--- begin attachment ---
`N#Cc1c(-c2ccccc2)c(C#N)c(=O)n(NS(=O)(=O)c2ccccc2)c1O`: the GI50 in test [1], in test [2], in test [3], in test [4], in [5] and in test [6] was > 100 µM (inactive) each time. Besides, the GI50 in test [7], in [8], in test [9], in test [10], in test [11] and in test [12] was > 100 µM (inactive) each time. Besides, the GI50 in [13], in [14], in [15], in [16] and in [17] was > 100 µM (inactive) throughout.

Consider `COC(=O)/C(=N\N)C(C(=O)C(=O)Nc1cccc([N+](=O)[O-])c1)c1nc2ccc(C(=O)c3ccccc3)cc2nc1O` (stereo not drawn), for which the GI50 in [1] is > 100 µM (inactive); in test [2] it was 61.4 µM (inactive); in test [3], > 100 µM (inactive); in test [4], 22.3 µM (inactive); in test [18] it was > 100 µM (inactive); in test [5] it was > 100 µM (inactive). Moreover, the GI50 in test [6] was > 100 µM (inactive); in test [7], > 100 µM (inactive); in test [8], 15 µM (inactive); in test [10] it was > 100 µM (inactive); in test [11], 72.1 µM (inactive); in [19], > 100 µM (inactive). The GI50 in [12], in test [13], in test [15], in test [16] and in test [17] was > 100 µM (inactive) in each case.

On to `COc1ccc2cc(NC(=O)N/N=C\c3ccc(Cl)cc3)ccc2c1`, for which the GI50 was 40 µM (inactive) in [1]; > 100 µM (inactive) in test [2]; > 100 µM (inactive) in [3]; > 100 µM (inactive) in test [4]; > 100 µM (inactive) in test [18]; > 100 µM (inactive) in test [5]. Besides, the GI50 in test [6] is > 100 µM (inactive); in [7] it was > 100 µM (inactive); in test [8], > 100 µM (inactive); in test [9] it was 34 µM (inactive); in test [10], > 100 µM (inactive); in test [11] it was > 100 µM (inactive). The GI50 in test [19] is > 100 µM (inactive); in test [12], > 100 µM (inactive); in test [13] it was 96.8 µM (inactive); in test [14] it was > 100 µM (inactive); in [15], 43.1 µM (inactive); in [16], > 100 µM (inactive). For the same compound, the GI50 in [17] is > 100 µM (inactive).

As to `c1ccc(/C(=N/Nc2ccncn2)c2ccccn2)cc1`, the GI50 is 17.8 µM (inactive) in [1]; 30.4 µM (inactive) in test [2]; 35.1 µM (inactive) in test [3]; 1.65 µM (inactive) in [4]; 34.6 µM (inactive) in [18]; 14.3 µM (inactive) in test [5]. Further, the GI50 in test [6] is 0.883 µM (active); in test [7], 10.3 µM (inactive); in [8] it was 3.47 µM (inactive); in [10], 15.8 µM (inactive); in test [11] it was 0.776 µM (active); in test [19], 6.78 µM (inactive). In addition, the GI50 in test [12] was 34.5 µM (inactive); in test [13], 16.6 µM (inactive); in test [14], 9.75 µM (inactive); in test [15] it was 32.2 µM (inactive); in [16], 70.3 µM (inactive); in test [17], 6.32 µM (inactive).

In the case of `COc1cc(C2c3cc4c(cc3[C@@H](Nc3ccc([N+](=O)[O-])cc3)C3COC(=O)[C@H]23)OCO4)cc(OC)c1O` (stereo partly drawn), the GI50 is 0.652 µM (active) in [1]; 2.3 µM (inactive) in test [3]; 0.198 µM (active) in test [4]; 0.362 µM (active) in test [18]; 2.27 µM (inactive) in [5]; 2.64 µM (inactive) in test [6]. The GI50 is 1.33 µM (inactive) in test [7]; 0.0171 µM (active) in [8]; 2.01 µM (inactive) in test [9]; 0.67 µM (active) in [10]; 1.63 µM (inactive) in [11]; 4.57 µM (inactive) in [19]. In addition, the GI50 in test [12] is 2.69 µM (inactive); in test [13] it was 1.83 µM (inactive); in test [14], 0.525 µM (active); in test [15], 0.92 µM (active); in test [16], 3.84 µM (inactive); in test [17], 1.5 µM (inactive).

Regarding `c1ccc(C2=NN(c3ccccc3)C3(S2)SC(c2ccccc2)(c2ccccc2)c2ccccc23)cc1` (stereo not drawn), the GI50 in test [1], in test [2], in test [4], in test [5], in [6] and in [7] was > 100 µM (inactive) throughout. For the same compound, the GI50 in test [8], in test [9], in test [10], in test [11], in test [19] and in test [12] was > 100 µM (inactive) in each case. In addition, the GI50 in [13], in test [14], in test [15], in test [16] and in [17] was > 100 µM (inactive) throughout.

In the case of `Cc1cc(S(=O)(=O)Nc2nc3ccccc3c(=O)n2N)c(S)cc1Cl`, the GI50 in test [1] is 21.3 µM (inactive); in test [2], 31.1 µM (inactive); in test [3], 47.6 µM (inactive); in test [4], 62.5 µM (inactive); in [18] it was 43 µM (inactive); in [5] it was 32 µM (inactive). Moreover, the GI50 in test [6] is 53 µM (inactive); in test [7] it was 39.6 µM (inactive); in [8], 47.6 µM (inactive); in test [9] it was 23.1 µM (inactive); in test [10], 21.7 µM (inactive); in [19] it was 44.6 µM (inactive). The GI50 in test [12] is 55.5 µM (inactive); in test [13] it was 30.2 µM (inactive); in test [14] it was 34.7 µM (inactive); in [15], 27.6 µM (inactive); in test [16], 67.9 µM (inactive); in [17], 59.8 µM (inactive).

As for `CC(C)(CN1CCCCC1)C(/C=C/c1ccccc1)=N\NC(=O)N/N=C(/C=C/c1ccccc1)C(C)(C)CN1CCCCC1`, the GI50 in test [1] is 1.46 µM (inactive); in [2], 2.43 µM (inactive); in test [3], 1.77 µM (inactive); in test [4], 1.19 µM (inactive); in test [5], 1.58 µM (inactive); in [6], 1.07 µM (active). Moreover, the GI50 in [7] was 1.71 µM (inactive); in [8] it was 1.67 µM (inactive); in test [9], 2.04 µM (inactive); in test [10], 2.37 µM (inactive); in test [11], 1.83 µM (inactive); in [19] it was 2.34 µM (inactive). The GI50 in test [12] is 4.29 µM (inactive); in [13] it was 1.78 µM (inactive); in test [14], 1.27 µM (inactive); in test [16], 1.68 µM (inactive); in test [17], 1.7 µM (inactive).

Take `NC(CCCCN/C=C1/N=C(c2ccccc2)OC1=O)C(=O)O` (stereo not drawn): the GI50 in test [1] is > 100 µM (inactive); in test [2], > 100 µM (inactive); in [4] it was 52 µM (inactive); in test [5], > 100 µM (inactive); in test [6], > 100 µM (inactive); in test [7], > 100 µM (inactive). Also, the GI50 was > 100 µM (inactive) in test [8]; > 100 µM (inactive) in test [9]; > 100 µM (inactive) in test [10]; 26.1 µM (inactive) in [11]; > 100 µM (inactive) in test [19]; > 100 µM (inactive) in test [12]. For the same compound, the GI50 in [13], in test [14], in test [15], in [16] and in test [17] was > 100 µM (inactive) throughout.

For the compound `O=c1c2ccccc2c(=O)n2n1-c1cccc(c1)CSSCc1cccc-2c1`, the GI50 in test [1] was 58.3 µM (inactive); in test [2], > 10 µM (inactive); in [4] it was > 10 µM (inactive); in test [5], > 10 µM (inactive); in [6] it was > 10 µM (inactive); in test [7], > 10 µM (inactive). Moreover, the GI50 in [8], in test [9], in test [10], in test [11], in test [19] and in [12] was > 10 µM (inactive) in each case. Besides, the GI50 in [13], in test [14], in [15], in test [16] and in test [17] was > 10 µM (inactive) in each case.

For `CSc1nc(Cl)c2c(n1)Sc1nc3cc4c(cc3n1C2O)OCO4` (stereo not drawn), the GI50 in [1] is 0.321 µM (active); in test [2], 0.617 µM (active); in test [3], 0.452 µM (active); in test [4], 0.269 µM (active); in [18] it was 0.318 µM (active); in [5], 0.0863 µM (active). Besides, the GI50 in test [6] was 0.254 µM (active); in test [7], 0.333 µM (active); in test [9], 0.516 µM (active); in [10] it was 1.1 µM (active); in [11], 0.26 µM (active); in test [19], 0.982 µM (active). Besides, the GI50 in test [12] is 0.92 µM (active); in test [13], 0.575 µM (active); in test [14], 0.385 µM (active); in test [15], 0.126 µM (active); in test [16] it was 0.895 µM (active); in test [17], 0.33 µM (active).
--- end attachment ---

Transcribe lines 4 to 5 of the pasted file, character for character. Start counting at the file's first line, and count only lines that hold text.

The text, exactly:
As to `c1ccc(/C(=N/Nc2ccncn2)c2ccccn2)cc1`, the GI50 is 17.8 µM (inactive) in [1]; 30.4 µM (inactive) in test [2]; 35.1 µM (inactive) in test [3]; 1.65 µM (inactive) in [4]; 34.6 µM (inactive) in [18]; 14.3 µM (inactive) in test [5]. Further, the GI50 in test [6] is 0.883 µM (active); in test [7], 10.3 µM (inactive); in [8] it was 3.47 µM (inactive); in [10], 15.8 µM (inactive); in test [11] it was 0.776 µM (active); in test [19], 6.78 µM (inactive). In addition, the GI50 in test [12] was 34.5 µM (inactive); in test [13], 16.6 µM (inactive); in test [14], 9.75 µM (inactive); in test [15] it was 32.2 µM (inactive); in [16], 70.3 µM (inactive); in test [17], 6.32 µM (inactive).

In the case of `COc1cc(C2c3cc4c(cc3[C@@H](Nc3ccc([N+](=O)[O-])cc3)C3COC(=O)[C@H]23)OCO4)cc(OC)c1O` (stereo partly drawn), the GI50 is 0.652 µM (active) in [1]; 2.3 µM (inactive) in test [3]; 0.198 µM (active) in test [4]; 0.362 µM (active) in test [18]; 2.27 µM (inactive) in [5]; 2.64 µM (inactive) in test [6]. The GI50 is 1.33 µM (inactive) in test [7]; 0.0171 µM (active) in [8]; 2.01 µM (inactive) in test [9]; 0.67 µM (active) in [10]; 1.63 µM (inactive) in [11]; 4.57 µM (inactive) in [19]. In addition, the GI50 in test [12] is 2.69 µM (inactive); in test [13] it was 1.83 µM (inactive); in test [14], 0.525 µM (active); in test [15], 0.92 µM (active); in test [16], 3.84 µM (inactive); in test [17], 1.5 µM (inactive).